I now have a 6 figure sum. 1/10th we are burning on the pure pleasure of a RTW trip. I will worry about pensions and stuff when we return (although I have a PPP that I was maxing out and my employer was matching contributions too so at the ripe old age of 30 it is doing very well indeed). When I get back I will rent. Not because of market conditions etc. but because I want the next place to be the right place, not a forced or pressured or panic purchase. We have a massive deposit, will have a low LTV and even if the market only GSD's then I am in a strong position. Every 1% fall is a cause for pure, selfish celebration for me. That said, I have STR not in the prospect of a crash but to take a once in a lifetime opportunity and then to make a life change that I hope will improve my quality of life and that (when they arrive) of any future children.

I have invested most of the money in "safe" places - cash accounts to the FSA compensation limit. Some I have invested in "less safe" places - shares. In three weeks I have made 10% on my share selections (since April 2003 I have made 113% on my share selections...) so perhaps I should have been bolder?

I am money savvy - I know how things work in the city and banking sector but the thing that humbles me with this is that it is pure timing fluke. People on this board might have made some lucky guesses or been "right place right time" but I defy anyone to say that they "planned" the initial success. Perhaps some people took a gearing gamble after initial success (and good luck to you if you did!).

This same timing fluke might now count against people buying at this point in time with "real" money - ie not that obtained from obtuse equity growth - even with a "GSD". Debt will not erode quickly yet taxes and other non-CPI recognised "stealth inflation" will rip through the "inflationless" pay rises of Joe Public.

"I'm alright jack" seems a nasty, vindictive statement when friends, peers, colleagues and strangers of the same age as me feel they are having to postpone the start of the rest of their lives purely to meet the "accepted norm" that is the owner occupier Daily Mail panacea. Surely life is there for the living?

#7 zzg113

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Posted 07 December 2004 - 01:51 PM

"I'm alright jack" seems a nasty, vindictive statement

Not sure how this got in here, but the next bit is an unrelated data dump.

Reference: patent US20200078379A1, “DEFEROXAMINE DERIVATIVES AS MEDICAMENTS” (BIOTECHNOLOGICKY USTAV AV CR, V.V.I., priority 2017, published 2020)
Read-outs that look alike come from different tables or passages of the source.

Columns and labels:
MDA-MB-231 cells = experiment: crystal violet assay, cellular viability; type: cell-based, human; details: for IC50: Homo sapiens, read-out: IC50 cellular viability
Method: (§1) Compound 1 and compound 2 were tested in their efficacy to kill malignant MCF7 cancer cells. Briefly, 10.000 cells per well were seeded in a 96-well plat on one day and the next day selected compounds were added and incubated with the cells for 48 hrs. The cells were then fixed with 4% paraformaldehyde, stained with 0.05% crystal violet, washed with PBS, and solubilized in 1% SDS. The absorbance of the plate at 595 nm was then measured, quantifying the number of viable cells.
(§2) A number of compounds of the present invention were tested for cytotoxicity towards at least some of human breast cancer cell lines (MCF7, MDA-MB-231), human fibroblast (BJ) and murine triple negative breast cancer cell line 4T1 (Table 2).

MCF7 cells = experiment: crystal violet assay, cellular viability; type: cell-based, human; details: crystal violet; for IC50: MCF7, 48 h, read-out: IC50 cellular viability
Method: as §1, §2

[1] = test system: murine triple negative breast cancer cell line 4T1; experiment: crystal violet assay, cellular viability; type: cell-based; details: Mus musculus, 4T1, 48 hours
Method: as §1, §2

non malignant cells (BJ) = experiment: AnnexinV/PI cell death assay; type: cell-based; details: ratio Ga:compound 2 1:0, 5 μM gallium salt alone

Yes it is. Why, who do you think is saying it? And since you are so money-savvy, maybe you could share your perspective of how things work in the City and banking?
Al Greenspan, who facilitated the birth of world-wide HPI with irrationally exuberant interest rates

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#8 brettmick

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Posted 07 December 2004 - 04:12 PM

Yes it is. Why, who do you think is saying it? And since you are so money-savvy, maybe you could share your perspective of how things work in the City and banking?

<{POST_SNAPBACK}>


Who is saying it? I just get this impression from the media and general attitudes regarding "renting". I might be wrong... It's still not a nice sentiment though.

I doubt I can put my thoughts on the city down in one go, but in the summer I did some contracting for a Fund Management company. Between drawing enormous salaries, comparing vintage/classic cars, arranging jollys to watch the golf/cricket/rugby they confessed to throwing darts to choose the equities for their clients. When more serious they confessed to having no more idea as to what was happening than Joe Public just more time to research and better numbers to view and if in doubt they stuck to the golden principles of value and yield - which sums up where the property "investment" market has lost the plot.

#9 zzg113

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Posted 07 December 2004 - 04:17 PM

http://www.housepric...opic=2938&st=40


See above thread for my thoughts on active fund management (rather than passive or tracker / mechanical funds). I think active management is a con.
Al Greenspan, who facilitated the birth of world-wide HPI with irrationally exuberant interest rates

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#10 Van

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Posted 07 December 2004 - 05:12 PM

Sold for £148,500 June, asking price £150k. I price realistically - others were asking up to 160k.

Near identical flat came onto the market about 3 weeks ago @ 155k. This week has been trimmed to £152k - I'd be surprised if they had any viewing at all, as it has just had 3k trimmed off asking price. Expect them to trim another few k's off pretty soon. Vendors need a dose of reality - 155k to 152k.. as if that's really going to pull the punters in.

Another stuck on the market at £157k for 3 months. LOTS of 1-bed flats now available. Nothing selling, the odd 2-3k trimmed from asking price here and there, but just not shifting. It's bad and getting worse. These places will be lucky to achieve 140k imo.

E4 market is flooded with 1 and 2 bed flats/maisonettes. Back in early spring there were virtually NO 2-bed flats, but lots of 1 beds.